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Practices that Protect Wetlands and Watercourses

The Agency has seen many practices employed to protect wetlands and watercourses. Below you will find some general information on some of the main practices that are often used.

Vegetated Buffer Areas

Areas of vegetated land that lie adjacent to wetlands and watercourses, protect them from negative impacts. The soils, grasses, shrubs, and trees buffer and provide the following ecological and environmental services:

  • Minimization of erosion and sedimentation into water resources:  The root systems of plants and trees, as well as organic matter and rocks serve to keep the soils in place during storm events and help minimize erosion of soils.  Vegetated areas also help to slow the water down, which reduces turbidity and suspended sediments.     
  • Pollution reduction:  When storm water run-off enters the ground, pollutants and contaminants are sequestered, then broken down chemically and biologically by microorganisms into less harmful substances.
  • Shade:  Trees and other vegetation help to maintain water temperatures necessary for habitat survival and optimum oxygen levels. Streamside vegetation also provides refuge for finfish.
  • Reduction of stormwater flow:  Vegetated areas intercept water before it can reach the ground and allow for infiltration of water into the ground which provides storage, and helps to keep surface and ground water levels stable.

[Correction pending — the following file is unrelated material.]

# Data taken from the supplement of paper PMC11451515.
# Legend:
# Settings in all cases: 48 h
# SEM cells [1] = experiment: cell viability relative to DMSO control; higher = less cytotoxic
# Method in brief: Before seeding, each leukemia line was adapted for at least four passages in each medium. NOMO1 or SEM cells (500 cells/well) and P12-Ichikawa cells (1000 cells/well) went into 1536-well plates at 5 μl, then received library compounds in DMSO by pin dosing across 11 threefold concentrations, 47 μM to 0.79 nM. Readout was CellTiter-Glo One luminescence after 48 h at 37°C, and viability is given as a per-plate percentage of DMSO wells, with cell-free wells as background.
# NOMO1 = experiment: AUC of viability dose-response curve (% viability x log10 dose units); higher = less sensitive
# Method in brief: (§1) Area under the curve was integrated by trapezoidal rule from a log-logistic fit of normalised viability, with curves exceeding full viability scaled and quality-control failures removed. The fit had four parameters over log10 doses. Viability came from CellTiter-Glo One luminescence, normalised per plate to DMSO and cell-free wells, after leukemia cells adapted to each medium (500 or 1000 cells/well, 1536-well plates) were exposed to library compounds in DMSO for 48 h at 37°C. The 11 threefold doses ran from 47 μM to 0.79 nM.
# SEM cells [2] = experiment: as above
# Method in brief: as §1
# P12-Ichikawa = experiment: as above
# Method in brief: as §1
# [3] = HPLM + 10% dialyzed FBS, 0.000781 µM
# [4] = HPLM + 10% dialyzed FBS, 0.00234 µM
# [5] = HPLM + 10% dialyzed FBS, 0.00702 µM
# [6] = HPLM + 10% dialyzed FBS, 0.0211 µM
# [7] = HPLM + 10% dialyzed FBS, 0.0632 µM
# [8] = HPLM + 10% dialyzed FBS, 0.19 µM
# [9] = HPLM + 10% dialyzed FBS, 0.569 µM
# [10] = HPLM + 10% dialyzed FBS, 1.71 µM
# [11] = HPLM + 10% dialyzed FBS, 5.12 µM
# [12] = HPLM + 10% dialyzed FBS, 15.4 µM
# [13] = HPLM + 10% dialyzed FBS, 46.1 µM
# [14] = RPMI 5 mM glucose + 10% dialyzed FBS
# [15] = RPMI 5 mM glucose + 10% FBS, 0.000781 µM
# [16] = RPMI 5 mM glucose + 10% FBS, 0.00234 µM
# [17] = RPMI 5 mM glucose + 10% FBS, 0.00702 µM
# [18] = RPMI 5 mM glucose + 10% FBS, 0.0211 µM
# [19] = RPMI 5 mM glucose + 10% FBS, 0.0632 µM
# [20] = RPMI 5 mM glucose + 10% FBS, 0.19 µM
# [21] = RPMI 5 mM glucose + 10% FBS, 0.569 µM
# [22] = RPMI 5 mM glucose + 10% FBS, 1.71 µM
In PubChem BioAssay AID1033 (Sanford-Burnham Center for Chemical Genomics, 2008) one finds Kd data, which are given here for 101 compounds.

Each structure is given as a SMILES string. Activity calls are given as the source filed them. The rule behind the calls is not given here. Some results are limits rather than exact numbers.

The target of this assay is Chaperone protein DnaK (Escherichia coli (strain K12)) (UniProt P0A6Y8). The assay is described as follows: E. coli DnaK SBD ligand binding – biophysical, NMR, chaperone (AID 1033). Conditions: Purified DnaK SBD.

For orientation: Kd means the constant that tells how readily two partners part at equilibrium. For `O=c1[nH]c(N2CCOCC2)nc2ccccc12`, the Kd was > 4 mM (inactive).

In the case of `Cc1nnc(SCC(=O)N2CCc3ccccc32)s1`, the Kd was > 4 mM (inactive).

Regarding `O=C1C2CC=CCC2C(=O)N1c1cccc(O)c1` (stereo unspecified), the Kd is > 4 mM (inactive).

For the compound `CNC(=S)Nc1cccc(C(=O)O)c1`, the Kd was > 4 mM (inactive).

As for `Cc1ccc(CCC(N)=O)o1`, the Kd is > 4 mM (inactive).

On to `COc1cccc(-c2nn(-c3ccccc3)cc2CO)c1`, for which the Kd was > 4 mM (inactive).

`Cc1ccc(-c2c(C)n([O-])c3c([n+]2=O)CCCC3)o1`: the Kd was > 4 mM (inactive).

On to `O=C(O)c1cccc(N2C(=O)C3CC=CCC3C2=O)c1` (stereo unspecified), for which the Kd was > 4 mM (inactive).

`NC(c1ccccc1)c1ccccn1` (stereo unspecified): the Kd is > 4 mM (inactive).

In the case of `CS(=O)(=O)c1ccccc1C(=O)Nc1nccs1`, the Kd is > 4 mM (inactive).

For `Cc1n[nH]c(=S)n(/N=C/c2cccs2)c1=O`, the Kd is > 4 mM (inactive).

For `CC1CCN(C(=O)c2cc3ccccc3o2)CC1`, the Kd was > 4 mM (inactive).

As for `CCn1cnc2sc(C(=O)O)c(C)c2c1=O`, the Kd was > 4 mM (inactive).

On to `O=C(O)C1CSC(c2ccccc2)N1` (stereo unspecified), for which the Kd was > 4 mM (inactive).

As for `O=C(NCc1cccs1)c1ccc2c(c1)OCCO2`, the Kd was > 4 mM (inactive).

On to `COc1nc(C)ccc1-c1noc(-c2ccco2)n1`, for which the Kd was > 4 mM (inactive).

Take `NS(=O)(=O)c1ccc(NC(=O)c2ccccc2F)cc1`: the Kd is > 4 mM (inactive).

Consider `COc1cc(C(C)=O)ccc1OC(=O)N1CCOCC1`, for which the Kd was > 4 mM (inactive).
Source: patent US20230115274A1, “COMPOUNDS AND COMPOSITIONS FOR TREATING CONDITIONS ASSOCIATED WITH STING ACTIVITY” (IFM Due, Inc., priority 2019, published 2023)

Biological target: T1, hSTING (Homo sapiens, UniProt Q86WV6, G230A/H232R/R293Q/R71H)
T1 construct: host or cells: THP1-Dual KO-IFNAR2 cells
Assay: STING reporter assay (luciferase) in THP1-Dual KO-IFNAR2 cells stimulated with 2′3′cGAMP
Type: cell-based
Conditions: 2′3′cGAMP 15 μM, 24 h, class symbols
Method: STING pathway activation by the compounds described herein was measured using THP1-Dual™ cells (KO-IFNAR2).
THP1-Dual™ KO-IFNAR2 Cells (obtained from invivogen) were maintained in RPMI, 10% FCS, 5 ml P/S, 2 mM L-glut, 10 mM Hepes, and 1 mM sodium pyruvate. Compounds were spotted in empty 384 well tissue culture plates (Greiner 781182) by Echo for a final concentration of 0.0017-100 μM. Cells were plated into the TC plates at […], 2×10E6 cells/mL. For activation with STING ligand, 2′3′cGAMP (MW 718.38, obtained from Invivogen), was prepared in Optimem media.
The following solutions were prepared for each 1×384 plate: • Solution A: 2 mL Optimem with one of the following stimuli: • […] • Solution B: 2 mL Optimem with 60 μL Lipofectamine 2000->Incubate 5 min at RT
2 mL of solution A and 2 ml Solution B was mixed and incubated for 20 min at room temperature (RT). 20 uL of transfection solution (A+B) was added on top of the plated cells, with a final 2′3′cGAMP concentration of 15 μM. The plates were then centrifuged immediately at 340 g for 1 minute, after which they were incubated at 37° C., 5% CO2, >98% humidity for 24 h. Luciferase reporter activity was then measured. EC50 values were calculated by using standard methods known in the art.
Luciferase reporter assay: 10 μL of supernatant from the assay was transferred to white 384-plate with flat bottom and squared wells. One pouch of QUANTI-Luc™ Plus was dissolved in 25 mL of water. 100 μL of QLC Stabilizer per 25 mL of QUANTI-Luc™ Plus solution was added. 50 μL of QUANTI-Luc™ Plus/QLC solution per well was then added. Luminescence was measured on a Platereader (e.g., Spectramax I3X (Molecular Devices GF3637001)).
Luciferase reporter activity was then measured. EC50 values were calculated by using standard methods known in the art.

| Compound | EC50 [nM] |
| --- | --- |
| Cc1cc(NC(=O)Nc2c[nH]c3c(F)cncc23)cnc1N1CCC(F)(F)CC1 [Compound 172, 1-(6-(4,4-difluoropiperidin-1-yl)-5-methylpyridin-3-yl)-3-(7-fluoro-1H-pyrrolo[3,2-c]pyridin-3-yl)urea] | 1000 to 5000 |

• Food and habitat for terrestrial and aquatic species:  Insects that reside in the trees and other vegetation that comprise the buffer are a vital food source for fish, amphibians, birds, and reptiles.
  • Ecological integrity:  Wetlands produce highly productive plant and animal communities. The more intact these systems are, the more diverse and valuable they become. Vegetated buffer areas help to keep wetland habitat productive, diverse, and safe from human encroachment.
  • Protection against impacts:  Development of adjacent land can have negative impacts that range from polluted runoff, to  erosion, sedimentation, and dumping. Vegetated areas between the water resource and development serve to protect wetlands from potential negative impacts that can destroy water quality and habitat.

Vegetated buffer areas are typical of the symbiotic workings of nature. The interplay of the living organisms with their extended environment serves to maintain plant and animal diversity, habitat, and stability in hydrology.

Stormwater Management